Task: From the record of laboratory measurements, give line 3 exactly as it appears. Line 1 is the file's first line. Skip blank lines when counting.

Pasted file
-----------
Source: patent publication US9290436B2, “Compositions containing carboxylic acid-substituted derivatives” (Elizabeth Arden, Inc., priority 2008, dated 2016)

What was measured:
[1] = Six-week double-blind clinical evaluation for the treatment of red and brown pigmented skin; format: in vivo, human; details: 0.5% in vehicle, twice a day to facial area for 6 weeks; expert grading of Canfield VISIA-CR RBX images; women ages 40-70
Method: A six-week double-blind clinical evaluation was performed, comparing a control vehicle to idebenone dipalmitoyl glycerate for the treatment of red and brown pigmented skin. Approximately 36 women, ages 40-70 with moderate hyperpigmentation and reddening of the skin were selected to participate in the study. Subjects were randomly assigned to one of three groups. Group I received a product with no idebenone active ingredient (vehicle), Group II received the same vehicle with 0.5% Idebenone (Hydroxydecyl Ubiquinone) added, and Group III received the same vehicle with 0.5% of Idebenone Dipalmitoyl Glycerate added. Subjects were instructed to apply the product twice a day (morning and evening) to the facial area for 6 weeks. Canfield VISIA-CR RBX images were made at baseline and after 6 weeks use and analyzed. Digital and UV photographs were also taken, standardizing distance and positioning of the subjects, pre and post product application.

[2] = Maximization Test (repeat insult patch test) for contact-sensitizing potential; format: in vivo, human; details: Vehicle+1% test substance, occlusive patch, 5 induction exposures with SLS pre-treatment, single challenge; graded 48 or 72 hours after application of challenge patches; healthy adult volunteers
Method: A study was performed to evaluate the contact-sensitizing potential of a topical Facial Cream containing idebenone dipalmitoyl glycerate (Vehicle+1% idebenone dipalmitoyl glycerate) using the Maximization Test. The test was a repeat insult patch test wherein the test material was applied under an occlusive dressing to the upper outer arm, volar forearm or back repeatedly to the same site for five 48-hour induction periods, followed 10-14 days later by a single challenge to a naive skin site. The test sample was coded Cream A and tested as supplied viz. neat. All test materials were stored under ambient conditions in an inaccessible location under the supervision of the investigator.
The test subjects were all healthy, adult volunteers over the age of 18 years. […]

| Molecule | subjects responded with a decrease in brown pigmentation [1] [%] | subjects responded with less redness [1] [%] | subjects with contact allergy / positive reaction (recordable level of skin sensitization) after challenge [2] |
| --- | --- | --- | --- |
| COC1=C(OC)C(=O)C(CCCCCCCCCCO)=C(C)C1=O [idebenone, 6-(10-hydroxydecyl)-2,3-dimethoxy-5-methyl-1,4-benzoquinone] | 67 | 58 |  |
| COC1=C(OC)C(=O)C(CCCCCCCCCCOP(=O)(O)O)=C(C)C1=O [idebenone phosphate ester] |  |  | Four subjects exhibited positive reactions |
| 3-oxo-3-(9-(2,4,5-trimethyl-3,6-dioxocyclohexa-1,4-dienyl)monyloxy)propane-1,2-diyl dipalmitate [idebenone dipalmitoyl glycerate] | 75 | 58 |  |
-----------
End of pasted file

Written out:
[1] = Six-week double-blind clinical evaluation for the treatment of red and brown pigmented skin; format: in vivo, human; details: 0.5% in vehicle, twice a day to facial area for 6 weeks; expert grading of Canfield VISIA-CR RBX images; women ages 40-70